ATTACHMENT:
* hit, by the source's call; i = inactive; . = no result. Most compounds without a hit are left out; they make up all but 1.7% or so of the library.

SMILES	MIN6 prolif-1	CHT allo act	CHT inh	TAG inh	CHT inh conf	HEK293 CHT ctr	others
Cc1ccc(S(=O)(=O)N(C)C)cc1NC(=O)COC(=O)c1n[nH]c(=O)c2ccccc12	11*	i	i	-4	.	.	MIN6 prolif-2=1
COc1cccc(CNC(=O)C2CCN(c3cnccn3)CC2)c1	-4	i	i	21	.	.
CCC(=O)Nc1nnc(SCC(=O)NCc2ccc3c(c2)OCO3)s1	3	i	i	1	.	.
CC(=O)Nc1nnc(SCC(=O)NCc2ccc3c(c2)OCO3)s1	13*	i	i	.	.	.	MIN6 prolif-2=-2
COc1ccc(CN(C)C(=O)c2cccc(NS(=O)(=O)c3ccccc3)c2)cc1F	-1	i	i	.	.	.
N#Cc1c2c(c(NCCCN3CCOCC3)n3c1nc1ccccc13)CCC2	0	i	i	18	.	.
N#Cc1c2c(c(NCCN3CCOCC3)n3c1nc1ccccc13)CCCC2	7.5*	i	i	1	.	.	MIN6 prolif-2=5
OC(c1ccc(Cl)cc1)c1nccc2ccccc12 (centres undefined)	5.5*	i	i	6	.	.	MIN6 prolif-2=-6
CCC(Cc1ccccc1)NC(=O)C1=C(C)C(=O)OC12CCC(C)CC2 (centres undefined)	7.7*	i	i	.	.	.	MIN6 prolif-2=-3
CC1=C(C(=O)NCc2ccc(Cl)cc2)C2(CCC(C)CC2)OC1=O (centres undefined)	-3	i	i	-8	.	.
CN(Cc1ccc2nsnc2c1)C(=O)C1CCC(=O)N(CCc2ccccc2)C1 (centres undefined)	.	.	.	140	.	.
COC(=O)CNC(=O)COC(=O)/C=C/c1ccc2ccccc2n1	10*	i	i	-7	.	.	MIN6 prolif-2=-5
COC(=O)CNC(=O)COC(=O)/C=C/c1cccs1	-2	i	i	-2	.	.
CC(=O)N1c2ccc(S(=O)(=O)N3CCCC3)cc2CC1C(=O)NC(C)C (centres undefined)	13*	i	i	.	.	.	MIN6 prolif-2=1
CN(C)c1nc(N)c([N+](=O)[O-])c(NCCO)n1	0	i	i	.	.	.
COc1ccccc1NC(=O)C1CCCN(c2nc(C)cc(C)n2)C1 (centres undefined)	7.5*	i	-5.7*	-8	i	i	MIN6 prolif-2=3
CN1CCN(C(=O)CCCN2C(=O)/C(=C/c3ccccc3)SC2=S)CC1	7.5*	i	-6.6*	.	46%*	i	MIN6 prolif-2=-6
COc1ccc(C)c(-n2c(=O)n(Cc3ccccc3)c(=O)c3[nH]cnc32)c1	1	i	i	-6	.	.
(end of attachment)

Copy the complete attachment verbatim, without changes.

* hit, by the source's call; i = inactive; . = no result. Most compounds without a hit are left out; they make up all but 1.7% or so of the library.

SMILES	MIN6 prolif-1	CHT allo act	CHT inh	TAG inh	CHT inh conf	HEK293 CHT ctr	others
Cc1ccc(S(=O)(=O)N(C)C)cc1NC(=O)COC(=O)c1n[nH]c(=O)c2ccccc12	11*	i	i	-4	.	.	MIN6 prolif-2=1
COc1cccc(CNC(=O)C2CCN(c3cnccn3)CC2)c1	-4	i	i	21	.	.
CCC(=O)Nc1nnc(SCC(=O)NCc2ccc3c(c2)OCO3)s1	3	i	i	1	.	.
CC(=O)Nc1nnc(SCC(=O)NCc2ccc3c(c2)OCO3)s1	13*	i	i	.	.	.	MIN6 prolif-2=-2
COc1ccc(CN(C)C(=O)c2cccc(NS(=O)(=O)c3ccccc3)c2)cc1F	-1	i	i	.	.	.
N#Cc1c2c(c(NCCCN3CCOCC3)n3c1nc1ccccc13)CCC2	0	i	i	18	.	.
N#Cc1c2c(c(NCCN3CCOCC3)n3c1nc1ccccc13)CCCC2	7.5*	i	i	1	.	.	MIN6 prolif-2=5
OC(c1ccc(Cl)cc1)c1nccc2ccccc12 (centres undefined)	5.5*	i	i	6	.	.	MIN6 prolif-2=-6
CCC(Cc1ccccc1)NC(=O)C1=C(C)C(=O)OC12CCC(C)CC2 (centres undefined)	7.7*	i	i	.	.	.	MIN6 prolif-2=-3
CC1=C(C(=O)NCc2ccc(Cl)cc2)C2(CCC(C)CC2)OC1=O (centres undefined)	-3	i	i	-8	.	.
CN(Cc1ccc2nsnc2c1)C(=O)C1CCC(=O)N(CCc2ccccc2)C1 (centres undefined)	.	.	.	140	.	.
COC(=O)CNC(=O)COC(=O)/C=C/c1ccc2ccccc2n1	10*	i	i	-7	.	.	MIN6 prolif-2=-5
COC(=O)CNC(=O)COC(=O)/C=C/c1cccs1	-2	i	i	-2	.	.
CC(=O)N1c2ccc(S(=O)(=O)N3CCCC3)cc2CC1C(=O)NC(C)C (centres undefined)	13*	i	i	.	.	.	MIN6 prolif-2=1
CN(C)c1nc(N)c([N+](=O)[O-])c(NCCO)n1	0	i	i	.	.	.
COc1ccccc1NC(=O)C1CCCN(c2nc(C)cc(C)n2)C1 (centres undefined)	7.5*	i	-5.7*	-8	i	i	MIN6 prolif-2=3
CN1CCN(C(=O)CCCN2C(=O)/C(=C/c3ccccc3)SC2=S)CC1	7.5*	i	-6.6*	.	46%*	i	MIN6 prolif-2=-6
COc1ccc(C)c(-n2c(=O)n(Cc3ccccc3)c(=O)c3[nH]cnc32)c1	1	i	i	-6	.	.